son of God, in what State would you get it
As to conforming outwardly, and living your own life inwardly, I have not a
very high opinion of that course. Do not let your right hand know what your
left hand does in that line of business. I have no doubt it will prove a
Man and his affairs — Church and State and school, trade and commerce and
agriculture — Politics — for that is the word for them all here to-day — I am
pleased to see how little space it occupies in the
A squaw5 came to our door to-day with two
pappooses, and said, “Me want a pie.” Theirs is not common begging. You are
merely the rich Indian who shares his goods with the poor. They merely offer
you an opportunity to be generous and hospitable.
Equally simple was the observation which an Indian made at
Mr. Hoar’s6 door
the other day, who went there to sell his baskets. “No, we don’t want any,”
said the one who went to the door. “What! do you mean to starve us?” asked the
Indian in astonishment, as he was going out the gate. The Indian seems to
have said: I too will do like the white man; I will go into business. He sees
his white neighbors well off around him, and he thinks that if he only enters
on the profession of basket-making, riches will flow in unto him as a matter
of course; just as the lawyer weaves arguments, and by some magical means
wealth and standing follow. He thinks that when he has made the baskets he has
done his part, now it is yours to buy them. He has not discovered that it is
necessary for him to make it worth your while to buy them, or make some which
it will be worth your while to buy. With great simplicity he says to himself:
I too will be a man of business; I will go into trade. It isn’t enough simply
to make baskets. You have got to sell them.7
Thoreau also included this thought in a letter to Harrison Blake, dated
This thought is interrupted by missing pages in the journal, but Thoreau
completes it in Walking: “…I sometimes direct
the traveller thither. If you would go to the political world, follow the
great road, — follow that market-man, keep his dust in your eyes, and it
will lead you straight to it; for it, too, has its place merely, and does
not occupy all space. I pass from it as from a bean-field into the
forest, and it is forgotten. In one half-hour I can walk off to some
portion of the earth’s surface where a man does not stand from one year’s
end to another, and there, consequently, politics are not, for they are
but as the cigar-smoke of a man.”
In Walden, Thoreau relates this anecdote and
adds: “I too had woven a kind of basket of a delicate texture, but I had
not made it worth any one’s while to buy them. Yet not the less, in my
case, did I think it worth my while to weave them, and instead of
studying how to make it worth men’s while to buy my baskets, I studied
rather how to avoid the necessity of selling them.” See also
in which Thoreau tells an anecdote about a misapprehension on the other
side of supply and demand.
John Garfield brought me this morning () a young great heron (Ardea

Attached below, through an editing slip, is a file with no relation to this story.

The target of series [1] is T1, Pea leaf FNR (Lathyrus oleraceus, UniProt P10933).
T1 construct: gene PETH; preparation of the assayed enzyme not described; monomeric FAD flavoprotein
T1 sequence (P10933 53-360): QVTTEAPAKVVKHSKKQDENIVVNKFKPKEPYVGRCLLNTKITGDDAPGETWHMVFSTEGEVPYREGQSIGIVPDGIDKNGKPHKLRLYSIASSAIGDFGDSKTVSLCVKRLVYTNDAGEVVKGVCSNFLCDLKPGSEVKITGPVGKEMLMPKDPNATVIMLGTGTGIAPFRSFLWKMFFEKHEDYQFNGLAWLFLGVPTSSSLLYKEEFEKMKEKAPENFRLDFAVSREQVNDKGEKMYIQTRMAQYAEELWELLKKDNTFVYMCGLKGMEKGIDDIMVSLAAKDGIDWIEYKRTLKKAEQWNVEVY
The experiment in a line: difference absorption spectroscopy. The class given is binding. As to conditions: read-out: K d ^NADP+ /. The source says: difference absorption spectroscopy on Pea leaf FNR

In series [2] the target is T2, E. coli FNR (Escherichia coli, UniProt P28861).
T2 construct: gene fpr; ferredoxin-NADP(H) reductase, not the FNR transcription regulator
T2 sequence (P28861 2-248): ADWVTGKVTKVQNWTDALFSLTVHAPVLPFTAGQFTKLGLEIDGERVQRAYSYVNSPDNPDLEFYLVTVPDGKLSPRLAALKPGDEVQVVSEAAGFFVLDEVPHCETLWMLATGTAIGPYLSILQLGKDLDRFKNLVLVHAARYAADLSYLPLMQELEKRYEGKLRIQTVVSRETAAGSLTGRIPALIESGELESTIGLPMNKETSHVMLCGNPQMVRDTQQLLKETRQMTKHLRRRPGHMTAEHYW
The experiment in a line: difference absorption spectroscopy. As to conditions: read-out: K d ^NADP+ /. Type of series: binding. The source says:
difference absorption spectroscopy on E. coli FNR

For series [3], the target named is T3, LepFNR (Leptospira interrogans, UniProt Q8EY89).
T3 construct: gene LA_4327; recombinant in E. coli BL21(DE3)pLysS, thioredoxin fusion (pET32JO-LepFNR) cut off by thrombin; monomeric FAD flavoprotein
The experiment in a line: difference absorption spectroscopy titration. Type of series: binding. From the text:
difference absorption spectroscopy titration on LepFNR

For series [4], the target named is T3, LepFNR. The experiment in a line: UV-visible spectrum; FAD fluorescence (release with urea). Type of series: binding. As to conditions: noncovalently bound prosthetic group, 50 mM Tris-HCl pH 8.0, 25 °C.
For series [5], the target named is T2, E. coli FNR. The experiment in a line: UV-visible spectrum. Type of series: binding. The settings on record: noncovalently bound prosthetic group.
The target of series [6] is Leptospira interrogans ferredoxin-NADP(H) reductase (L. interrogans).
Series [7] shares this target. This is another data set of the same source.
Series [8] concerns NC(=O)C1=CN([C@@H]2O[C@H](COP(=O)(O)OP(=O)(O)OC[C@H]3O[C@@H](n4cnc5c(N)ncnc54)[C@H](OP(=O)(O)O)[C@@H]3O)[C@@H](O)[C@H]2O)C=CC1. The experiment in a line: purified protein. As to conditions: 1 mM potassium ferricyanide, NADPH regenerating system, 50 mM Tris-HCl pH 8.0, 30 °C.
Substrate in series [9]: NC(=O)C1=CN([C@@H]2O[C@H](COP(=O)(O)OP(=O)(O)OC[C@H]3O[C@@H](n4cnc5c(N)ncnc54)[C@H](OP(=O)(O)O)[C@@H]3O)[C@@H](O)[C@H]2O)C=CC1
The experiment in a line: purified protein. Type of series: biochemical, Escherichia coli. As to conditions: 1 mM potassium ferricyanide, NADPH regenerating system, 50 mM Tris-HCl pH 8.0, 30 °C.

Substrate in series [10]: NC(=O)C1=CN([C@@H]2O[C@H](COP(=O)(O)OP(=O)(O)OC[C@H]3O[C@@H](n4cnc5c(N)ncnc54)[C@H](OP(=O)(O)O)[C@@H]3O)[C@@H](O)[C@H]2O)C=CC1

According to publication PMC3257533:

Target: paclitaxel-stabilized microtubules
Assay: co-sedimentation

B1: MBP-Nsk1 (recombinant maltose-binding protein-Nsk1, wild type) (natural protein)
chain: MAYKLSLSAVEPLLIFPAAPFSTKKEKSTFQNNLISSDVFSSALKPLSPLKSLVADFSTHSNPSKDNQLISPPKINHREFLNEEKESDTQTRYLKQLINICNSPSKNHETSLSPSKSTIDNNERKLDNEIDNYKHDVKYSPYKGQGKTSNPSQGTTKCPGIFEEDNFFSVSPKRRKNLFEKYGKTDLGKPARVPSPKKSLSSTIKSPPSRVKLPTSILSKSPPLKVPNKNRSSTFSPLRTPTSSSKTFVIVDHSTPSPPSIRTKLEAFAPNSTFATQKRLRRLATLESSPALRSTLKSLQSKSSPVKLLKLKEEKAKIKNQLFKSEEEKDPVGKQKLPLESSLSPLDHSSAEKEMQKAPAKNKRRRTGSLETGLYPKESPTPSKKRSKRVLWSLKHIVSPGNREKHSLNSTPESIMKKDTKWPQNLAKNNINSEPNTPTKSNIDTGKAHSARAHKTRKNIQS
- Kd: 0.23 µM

Herodias), which he shot this morning on a pine tree on the North Branch.
It measured four feet, nine inches, from bill to toe and six feet in alar
extent, and belongs to a different race from myself and
Mr. Frost. I am glad to recognize him for a
native of America — why not an American citizen?
A people who would begin by burning the fences and let the forest stand! I saw
the fences half consumed, their ends lost in the middle of the prairie, and
some worldly miser with a surveyor looking after his bounds, while heaven had
taken place around him, and he did not see the angels around, but was looking
for an old post-hold in the midst of paradise. I looked again and saw him
standing in the middle of a boggy Stygian fen1,
surrounded by devils, and he had found his bounds without a doubt, three
little stones where a stake had been driven, and, looking nearer, I saw that
the Prince of Darkness was his surveyor.
In Walking, Thoreau includes this paragraph almost verbatim, preceding it with “Nowadays almost all man’s improvements, so called, as the building of houses, and the cutting down of the forest and of all large trees, simply deform the landscape, and make it more and more tame and cheap.”
With this language, he evokes Edmund Spenser’s The Faerie Queene: “Where he was fostred long in Stygian fen, / Till he to perfect ripenesse grew, and then / Into this wicked world he forth was sent, / To be the plague and scourge of wretched men: / Whom with vile tongue and venemous intent / He sore doth wound, and bite, and cruelly torment.”
It is a strange age of the world this, when empires, kingdoms, and republics
come a-begging to our doors and utter their complaints at our elbows. I cannot
take up a newspaper but I find that some wretched government or other, hard
pushed and on its last legs, is interceding with me, the reader, to vote for
it — more importunate than an Italian beggar. Why does it not keep its castle
in silence, as I do? The poor President, what with preserving his popularity
and doing his duty, does not know what to do. If you do not read the
newspapers, you may be impeached for treason. The newspapers are the ruling
power. What Congress does is an afterclap. Any other government is reduced to
a few marines at Fort Independence.1 If a man
neglects to read the Daily Times, the government will go on its knees to him;
this is the only treason in these days. The newspapers devote some of their
columns specially to government and politics without charge, and this is all
that saves it, but I never read those columns.